Florida’s new special teams coordinator Coleman Hutzler has a tough job ahead of him. Much like offensive coordinator Kurt Roper and offensive line coach Mike Summers, Hutzler has to fix a unit that struggled last season. The Gators field goal team made up if kickers Austin Hardin, Francisco Velez, and Brad Phillips hit just 12 of 22 attempts with a long of 44 yards. The punting game wasn’t much better as Kyle Christy lost his job to freshman Johnny Townsend, whom I’m sure Will Muschamp was looking to redshirt. It should also be noted that the Gators get back dangerous return man Andre Debose after tearing his ACL last season. There’s undoubtedly talent at both those positions as Florida looks to get back to the sound special teams play we saw with Caleb Sturgis, Christy, and Debose in 2012.
Hutzler has an impressive pedigree for his short time working in college football. After playing linebacker and graduating from Middlebury College in Vermont in 2006, he spent four seasons with current San Francisco 49ers head coach Jim Harbaugh when he was with Stanford and San Diego. He got his start with Harbaugh at the University of San Diego in 2006 working on the defensive side of the ball as he contributed the Torreos nationally ranked defense and the Division I-AA Mid-Major National Championship. Hutzler followed Harbaugh to Stanford in 2007 and aided with the defense and special teams.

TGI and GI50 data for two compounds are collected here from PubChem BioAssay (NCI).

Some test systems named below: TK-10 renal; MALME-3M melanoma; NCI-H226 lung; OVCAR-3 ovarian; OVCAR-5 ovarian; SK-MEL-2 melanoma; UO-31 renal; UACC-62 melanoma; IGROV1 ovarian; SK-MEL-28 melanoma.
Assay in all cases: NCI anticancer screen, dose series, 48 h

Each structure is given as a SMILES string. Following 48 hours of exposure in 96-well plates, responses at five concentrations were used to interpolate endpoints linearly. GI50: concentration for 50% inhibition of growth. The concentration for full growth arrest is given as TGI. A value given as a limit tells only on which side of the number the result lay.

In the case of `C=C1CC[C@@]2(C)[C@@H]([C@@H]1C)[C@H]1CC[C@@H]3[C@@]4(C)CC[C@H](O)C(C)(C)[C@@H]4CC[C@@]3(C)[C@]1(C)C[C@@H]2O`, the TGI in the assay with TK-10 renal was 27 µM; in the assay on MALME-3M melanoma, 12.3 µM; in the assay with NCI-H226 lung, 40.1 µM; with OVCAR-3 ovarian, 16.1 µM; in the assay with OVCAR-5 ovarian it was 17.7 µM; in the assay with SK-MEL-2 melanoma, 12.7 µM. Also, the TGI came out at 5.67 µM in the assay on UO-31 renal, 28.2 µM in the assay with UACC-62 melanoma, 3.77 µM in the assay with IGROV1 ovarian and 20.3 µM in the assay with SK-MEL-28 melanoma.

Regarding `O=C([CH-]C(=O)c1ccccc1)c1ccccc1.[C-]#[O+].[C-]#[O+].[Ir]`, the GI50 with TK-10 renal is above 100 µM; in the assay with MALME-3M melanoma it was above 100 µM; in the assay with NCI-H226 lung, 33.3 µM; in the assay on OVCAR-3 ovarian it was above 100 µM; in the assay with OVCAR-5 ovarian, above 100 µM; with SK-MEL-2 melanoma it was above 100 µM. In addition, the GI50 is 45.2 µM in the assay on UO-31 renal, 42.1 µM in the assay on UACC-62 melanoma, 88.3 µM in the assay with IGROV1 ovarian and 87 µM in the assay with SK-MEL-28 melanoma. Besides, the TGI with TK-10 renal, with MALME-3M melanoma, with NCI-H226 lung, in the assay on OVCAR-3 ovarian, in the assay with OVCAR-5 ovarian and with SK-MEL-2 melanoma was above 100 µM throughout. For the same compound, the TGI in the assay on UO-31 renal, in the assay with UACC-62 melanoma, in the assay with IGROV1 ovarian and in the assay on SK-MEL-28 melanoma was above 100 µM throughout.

In 2010, Hutzler made his way to Florida to team up with then special teams coordinator and current Gators defensive coordinator D.J. Durkin. Florida was known for its special teams under Urban Meyer and Durkin was at the head of the success. Hutzler obvious learned a lot from him and translated that to success at his first paid position with New Mexico. Hutzler coached the outside linebackers and specials teams for the Lobos and had some standout players and acheivements. In 2012, he coached three honorable mention All-Mountain West players: kicker Justus Adams, kick returner Chase Clayton, and punter Ben Skaer. His linebackers also racked up 19 tackles-for-loss and 8 sacks. In his second season in Albuquerque, Hutzler had a big year. New Mexico’s kickoff return unit averaged 24 yards per return, good enough for 16th in the country. That unit was led by the Mountain West Special Teams Player of the Year Carlos Wiggins. Wiggins led the nation with 1,303 return yards, averaging 29.6 yards per return, ranking sixth in the nation. Wiggins also brought three returns back for touchdowns, the only player in college football to do that in 2013. Punter Ben Skaer also had a big season for the Lobos. He averaged 45.8 yards per punt which was a New Mexico record, led the conference, and ranked seventh nationally.
Now Hutzler’s back with Florida trying to get the Gators special teams to where they were in 2010 or even 2012 when they were a big part of why they won so many games. The talent’s in place for a huge turnaround and could be at the head of a special teams renaissance of sorts. Who knows, with success and D.J. Durkin possibly leaving for a head coaching position, Hutzler could one day aspire to become the defensive coordinator and follow the same path. At only 30 years old, he’s got plenty of time to prove himself in the coaching world. He’s one of the reason’s we’re counting down the 68 days until kickoff. One thing’s for sure: As special teams coordinator, Hutzler will definitely have a hand in the opening of Florida’s season, be it by kick off or return.